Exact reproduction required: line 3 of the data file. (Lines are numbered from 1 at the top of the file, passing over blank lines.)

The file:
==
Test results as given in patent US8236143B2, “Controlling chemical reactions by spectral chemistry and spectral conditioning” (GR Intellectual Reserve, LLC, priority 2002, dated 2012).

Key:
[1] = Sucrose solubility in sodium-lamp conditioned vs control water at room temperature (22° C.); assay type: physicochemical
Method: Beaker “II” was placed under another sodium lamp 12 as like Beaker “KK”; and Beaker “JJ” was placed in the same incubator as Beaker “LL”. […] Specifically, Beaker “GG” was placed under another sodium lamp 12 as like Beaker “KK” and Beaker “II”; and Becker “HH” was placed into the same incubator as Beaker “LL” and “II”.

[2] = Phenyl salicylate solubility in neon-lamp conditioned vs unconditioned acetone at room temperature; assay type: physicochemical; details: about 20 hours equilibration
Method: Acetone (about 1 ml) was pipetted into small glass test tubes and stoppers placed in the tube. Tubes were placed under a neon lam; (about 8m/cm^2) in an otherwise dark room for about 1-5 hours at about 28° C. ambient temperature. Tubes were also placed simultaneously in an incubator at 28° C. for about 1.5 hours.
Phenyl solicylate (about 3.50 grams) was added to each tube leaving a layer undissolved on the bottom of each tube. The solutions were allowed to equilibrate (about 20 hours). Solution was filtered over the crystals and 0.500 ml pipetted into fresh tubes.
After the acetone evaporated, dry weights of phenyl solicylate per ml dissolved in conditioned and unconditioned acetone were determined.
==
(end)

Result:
[1] = Sucrose solubility in sodium-lamp conditioned vs control water at room temperature (22° C.); assay type: physicochemical